Despite its groundbreaking introduction, the Royal Oak did not enjoy instant success. It faced considerable scrutiny for its disruptive design, which included a visible gasket, exposed screws, and an integrated bracelet, not to mention its steep price tag. Critics were quick to predict the downfall of Audemars Piguet, believing that such a departure from traditional luxury watch aesthetics would lead to the company's bankruptcy.

However, the unique appeal and exceptional quality of the Royal Oak gradually won over watch collectors and fashion-forward individuals. With its distinct design and craftsmanship, it began to draw a knowledgeable and discerning audience, eventually securing the Royal Oak's position as a major success for Audemars Piguet and a hallmark of the brand's identity.

Establishing a Legacy with the A-Series

In response to the growing interest, Audemars Piguet produced the first series of 1000 pieces, now revered by collectors as the A-series of reference 5402. Although it took over a year to sell the initial batch of Royal Oaks, this slow start eventually gave way to increasing demand. Following the A-series, the company continued with A serial numbers for another 1000 pieces before transitioning to B and C serial numbers.



Today, the first Royal Oak A-series remains among the most coveted by collectors, easily recognized by the placement of the AP initials above the 6 o'clock position, unlike in later series. This early edition not only symbolizes the birth of a new era in luxury watchmaking but also represents the resilience and innovation of Audemars Piguet, proving that visionary design and exceptional craftsmanship can redefine the standards of luxury horology.

The Royal Oak Through Time

In the years following its groundbreaking debut, Audemars Piguet continued to evolve the Royal Oak collection, incorporating precious metals, leather and rubber straps, and unveiling new technical innovations and complications.

The Evolution of Complexity and Style

  • Royal Oak Perpetual Calendar (1981): Audemars Piguet set a new standard in 1981 with the Royal Oak Perpetual Calendar Calibre 2120/2800, becoming the world’s thinnest perpetual calendar watch of its time. This model featured a mechanical memory that could accurately track calendar variations, including leap years, without needing manual adjustment until 2100.

Audemars Piguet Royal Oak Perpetual Calendar Black Ceramic

  • Royal Oak Day/Date Moonphase (1984): With a white dial showcasing secondary dials for day and date, alongside a moon-phase display, this model offered an exquisite alternative to the perpetual calendar movement, underlining the brand’s expertise in combining functionality with elegance.

Daring to Innovate: The Royal Oak Offshore and Concept Series

  • Royal Oak Offshore (1993): To celebrate the 20th anniversary of the Royal Oak, Audemars Piguet introduced the Royal Oak Offshore, designed by Emmanuel Gueit. Aimed at sports enthusiasts and the youth, the Offshore featured a deconstructed design, revealing the watch's architecture and its key elements, such as the prominent black gasket on the bezel. Its launch size of 42 mm was considered massive at the time, earning it the nickname "The Beast."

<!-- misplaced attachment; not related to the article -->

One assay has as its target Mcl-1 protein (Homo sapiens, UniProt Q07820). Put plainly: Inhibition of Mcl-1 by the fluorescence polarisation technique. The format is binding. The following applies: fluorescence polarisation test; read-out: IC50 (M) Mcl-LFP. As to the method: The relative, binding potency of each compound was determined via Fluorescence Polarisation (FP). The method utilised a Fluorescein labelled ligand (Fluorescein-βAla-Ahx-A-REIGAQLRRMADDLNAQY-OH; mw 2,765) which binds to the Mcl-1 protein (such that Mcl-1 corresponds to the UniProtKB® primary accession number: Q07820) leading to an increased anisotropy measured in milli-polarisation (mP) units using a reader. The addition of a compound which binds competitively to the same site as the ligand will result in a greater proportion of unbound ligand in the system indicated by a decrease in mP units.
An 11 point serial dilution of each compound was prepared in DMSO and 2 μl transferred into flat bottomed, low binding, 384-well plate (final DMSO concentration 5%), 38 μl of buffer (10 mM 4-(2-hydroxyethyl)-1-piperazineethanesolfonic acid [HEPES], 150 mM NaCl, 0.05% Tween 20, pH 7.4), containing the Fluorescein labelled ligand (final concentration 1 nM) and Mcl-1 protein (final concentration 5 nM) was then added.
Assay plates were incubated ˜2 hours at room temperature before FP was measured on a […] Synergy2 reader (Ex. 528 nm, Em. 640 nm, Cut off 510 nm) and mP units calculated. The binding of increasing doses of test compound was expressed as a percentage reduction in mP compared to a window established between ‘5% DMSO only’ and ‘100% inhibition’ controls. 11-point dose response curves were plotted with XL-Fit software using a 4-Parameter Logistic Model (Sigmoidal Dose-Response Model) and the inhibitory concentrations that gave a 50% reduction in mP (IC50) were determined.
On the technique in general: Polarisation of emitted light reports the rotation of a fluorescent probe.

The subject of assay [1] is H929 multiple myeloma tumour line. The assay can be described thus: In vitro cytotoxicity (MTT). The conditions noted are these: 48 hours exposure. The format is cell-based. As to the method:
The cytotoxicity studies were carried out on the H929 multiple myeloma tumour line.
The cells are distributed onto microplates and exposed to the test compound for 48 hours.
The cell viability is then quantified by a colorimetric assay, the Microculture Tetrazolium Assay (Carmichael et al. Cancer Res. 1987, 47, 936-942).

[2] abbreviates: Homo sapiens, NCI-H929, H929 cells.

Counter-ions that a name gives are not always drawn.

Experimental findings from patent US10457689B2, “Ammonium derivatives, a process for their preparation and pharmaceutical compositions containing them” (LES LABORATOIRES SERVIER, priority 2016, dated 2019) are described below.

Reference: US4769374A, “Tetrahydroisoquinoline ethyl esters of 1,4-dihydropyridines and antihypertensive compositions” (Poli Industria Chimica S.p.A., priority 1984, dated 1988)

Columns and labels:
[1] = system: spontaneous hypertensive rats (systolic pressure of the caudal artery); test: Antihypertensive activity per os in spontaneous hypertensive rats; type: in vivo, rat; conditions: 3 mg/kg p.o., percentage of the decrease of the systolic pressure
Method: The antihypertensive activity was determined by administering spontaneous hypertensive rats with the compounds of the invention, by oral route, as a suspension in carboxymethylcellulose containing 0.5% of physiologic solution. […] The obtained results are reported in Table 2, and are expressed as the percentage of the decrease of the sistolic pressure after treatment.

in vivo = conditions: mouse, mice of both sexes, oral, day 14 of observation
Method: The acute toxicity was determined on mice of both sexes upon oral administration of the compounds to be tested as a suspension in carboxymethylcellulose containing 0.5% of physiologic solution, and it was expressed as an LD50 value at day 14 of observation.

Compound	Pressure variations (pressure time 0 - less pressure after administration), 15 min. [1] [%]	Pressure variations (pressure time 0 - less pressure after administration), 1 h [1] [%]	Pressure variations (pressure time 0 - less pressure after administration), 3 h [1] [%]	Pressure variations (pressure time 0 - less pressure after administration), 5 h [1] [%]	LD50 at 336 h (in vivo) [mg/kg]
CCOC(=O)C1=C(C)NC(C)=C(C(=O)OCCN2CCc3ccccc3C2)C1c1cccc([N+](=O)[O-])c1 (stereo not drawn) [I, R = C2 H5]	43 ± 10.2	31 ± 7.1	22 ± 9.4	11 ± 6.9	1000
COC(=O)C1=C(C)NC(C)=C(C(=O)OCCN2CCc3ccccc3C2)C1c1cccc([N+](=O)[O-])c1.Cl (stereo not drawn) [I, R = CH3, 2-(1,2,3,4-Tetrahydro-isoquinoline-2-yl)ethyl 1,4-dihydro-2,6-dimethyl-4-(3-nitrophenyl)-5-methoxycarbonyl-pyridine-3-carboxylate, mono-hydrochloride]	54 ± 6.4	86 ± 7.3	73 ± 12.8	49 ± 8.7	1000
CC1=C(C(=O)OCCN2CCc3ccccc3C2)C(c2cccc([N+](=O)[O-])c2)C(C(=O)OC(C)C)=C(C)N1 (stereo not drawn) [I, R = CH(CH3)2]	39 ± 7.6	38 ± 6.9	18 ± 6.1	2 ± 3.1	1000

Audemars Piguet Unworn 2022 Royal Oak Offshore Selfwinding Chronograph 43mm 26420SO

  • Royal Oak Concept (2002): The 30th anniversary of the Royal Oak was marked by the introduction of the Royal Oak Concept, a testament to absolute performance through technical sophistication and durability. This series was notable for utilizing alacrite 602, an exceptionally hard superalloy from the aeronautical industry.

Recent Milestones: Embracing Tradition and Innovation

  • Royal Oak Equation of Time (2010): This model combined four high complications: a perpetual calendar, a lunar cycle display, the equation of time, and civil sunrise and sunset times, showcasing Audemars Piguet’s mastery over complex horological functions.

  • Royal Oak "Jumbo" Extra-Thin (2012 and 2022): The 40th and 50th anniversaries of the Royal Oak were commemorated with the release of updated "Jumbo" Extra-Thin models, further refining the original design with modern mechanical advancements. The 2022 version introduced the Calibre 7121, offering enhanced power reserve and an innovative winding mechanism, along with aesthetic modifications to accentuate its iconic design.

Audemars Piguet Unworn 2022 Royal Oak Jumbo 50th Anniversary 16202ST Media 1 of 3

The Royal Oak Today:

Despite numerous iterations and advancements, the "Jumbo" models, particularly the ref. 15202 and its successor ref. 16202, remains the quintessence of the Royal Oak's appeal.



These versions stay true to the originals, featuring a sapphire exhibition back that allows owners to admire the intricate movement within. With the Royal Oak's legacy continuing to flourish more than 50 years after its beginning, its enduring appeal is a testament to Audemars Piguet's commitment to innovation and craftsmanship.



The Royal Oak born out of necessity during the quartz crisis, shattered conventions with its daring steel construction and distinctive design, charting a new course for luxury timepieces.

Gerald Genta's visionary design, coupled with Audemars Piguet's commitment to craftsmanship and innovation, propelled the Royal Oak into watchmaking history. Through the decades, the collection has evolved, embracing new technologies and designs while maintaining the essence of its original draw.

Learn more and get a piece of history today at G&G Timpeices!